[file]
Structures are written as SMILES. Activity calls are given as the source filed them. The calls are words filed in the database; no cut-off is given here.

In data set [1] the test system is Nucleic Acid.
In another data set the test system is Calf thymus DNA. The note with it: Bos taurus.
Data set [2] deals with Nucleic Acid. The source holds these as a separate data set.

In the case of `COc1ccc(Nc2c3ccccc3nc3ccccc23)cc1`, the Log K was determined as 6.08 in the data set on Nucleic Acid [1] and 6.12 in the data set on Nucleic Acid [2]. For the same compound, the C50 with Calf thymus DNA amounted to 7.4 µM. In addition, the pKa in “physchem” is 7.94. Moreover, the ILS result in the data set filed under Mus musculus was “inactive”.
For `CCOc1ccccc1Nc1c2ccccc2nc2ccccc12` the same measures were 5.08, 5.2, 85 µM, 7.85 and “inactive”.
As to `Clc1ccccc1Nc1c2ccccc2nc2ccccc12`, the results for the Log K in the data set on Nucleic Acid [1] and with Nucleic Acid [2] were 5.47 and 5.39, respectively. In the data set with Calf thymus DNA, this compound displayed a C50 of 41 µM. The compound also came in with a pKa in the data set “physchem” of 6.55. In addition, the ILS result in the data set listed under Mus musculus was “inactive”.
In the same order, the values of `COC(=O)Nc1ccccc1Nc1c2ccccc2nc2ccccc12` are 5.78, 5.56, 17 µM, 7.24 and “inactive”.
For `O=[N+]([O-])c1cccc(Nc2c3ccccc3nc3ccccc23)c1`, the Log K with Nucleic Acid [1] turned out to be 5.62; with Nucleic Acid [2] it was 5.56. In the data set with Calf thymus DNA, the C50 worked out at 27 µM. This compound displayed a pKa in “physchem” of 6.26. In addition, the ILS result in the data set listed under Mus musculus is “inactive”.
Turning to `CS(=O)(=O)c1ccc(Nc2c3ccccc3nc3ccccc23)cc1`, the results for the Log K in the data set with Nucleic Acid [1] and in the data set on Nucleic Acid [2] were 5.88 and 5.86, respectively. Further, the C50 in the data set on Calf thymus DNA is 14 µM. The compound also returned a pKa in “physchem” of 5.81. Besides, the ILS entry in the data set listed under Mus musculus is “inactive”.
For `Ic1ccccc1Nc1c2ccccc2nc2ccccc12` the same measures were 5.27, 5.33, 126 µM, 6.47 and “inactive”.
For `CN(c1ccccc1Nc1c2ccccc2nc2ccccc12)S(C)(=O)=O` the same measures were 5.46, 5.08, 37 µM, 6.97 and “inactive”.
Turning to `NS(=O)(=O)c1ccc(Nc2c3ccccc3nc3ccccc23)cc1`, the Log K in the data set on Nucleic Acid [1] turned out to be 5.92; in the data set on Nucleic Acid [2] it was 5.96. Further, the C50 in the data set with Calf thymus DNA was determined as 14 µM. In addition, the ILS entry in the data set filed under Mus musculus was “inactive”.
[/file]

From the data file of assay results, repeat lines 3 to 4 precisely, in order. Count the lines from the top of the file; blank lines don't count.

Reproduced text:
In another data set the test system is Calf thymus DNA. The note with it: Bos taurus.
Data set [2] deals with Nucleic Acid. The source holds these as a separate data set.